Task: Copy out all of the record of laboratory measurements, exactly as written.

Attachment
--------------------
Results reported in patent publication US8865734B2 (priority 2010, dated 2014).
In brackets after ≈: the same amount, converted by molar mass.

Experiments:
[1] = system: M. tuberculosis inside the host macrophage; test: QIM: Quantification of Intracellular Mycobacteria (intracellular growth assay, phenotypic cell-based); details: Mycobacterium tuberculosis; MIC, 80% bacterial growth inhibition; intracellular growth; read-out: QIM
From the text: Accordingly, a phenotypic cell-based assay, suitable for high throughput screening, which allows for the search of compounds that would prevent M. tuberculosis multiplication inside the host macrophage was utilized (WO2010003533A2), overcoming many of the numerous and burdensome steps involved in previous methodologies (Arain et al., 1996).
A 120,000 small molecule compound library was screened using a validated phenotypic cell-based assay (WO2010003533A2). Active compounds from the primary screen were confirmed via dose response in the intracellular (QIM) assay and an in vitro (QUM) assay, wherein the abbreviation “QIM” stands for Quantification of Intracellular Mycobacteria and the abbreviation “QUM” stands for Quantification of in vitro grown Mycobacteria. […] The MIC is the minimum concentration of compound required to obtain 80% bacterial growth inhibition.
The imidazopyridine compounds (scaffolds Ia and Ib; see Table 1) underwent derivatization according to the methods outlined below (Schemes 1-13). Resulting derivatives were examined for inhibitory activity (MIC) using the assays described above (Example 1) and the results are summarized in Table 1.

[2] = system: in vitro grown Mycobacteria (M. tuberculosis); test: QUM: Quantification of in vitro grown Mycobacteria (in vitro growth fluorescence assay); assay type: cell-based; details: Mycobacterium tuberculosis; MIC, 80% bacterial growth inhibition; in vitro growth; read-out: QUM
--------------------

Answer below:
Results reported in patent publication US8865734B2 (priority 2010, dated 2014).
In brackets after ≈: the same amount, converted by molar mass.

Experiments:
[1] = system: M. tuberculosis inside the host macrophage; test: QIM: Quantification of Intracellular Mycobacteria (intracellular growth assay, phenotypic cell-based); details: Mycobacterium tuberculosis; MIC, 80% bacterial growth inhibition; intracellular growth; read-out: QIM
From the text: Accordingly, a phenotypic cell-based assay, suitable for high throughput screening, which allows for the search of compounds that would prevent M. tuberculosis multiplication inside the host macrophage was utilized (WO2010003533A2), overcoming many of the numerous and burdensome steps involved in previous methodologies (Arain et al., 1996).
A 120,000 small molecule compound library was screened using a validated phenotypic cell-based assay (WO2010003533A2). Active compounds from the primary screen were confirmed via dose response in the intracellular (QIM) assay and an in vitro (QUM) assay, wherein the abbreviation “QIM” stands for Quantification of Intracellular Mycobacteria and the abbreviation “QUM” stands for Quantification of in vitro grown Mycobacteria. […] The MIC is the minimum concentration of compound required to obtain 80% bacterial growth inhibition.
The imidazopyridine compounds (scaffolds Ia and Ib; see Table 1) underwent derivatization according to the methods outlined below (Schemes 1-13). Resulting derivatives were examined for inhibitory activity (MIC) using the assays described above (Example 1) and the results are summarized in Table 1.

[2] = system: in vitro grown Mycobacteria (M. tuberculosis); test: QUM: Quantification of in vitro grown Mycobacteria (in vitro growth fluorescence assay); assay type: cell-based; details: Mycobacterium tuberculosis; MIC, 80% bacterial growth inhibition; in vitro growth; read-out: QUM